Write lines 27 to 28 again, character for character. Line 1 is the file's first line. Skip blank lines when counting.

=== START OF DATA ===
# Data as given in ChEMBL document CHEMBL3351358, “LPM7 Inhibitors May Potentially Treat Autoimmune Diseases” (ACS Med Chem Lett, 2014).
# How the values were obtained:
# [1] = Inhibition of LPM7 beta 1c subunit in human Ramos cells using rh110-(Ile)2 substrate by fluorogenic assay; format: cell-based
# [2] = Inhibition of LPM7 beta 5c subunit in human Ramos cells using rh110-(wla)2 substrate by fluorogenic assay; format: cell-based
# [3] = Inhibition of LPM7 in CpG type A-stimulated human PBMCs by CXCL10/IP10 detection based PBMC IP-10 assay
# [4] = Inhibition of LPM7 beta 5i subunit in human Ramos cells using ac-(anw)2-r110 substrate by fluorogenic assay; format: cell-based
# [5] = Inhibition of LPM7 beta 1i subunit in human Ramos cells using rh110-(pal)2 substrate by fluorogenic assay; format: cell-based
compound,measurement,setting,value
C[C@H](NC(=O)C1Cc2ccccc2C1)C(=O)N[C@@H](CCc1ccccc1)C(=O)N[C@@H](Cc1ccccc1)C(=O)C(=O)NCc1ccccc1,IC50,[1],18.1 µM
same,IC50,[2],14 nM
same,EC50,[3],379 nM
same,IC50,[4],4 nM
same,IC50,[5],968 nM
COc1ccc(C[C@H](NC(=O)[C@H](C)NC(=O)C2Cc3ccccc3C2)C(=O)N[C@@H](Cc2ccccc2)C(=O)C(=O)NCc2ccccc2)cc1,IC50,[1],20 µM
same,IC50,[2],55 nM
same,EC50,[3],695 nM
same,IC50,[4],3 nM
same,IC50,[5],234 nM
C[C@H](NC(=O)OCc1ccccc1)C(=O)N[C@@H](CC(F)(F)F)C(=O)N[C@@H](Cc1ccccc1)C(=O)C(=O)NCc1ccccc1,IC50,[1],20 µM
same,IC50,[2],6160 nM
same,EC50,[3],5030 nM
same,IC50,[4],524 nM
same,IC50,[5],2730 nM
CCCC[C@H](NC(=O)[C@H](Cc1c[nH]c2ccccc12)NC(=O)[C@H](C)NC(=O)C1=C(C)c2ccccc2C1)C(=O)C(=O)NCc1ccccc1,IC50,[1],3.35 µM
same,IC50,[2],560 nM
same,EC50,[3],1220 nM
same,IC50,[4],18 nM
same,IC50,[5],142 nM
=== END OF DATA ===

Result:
same,IC50,[4],18 nM
same,IC50,[5],142 nM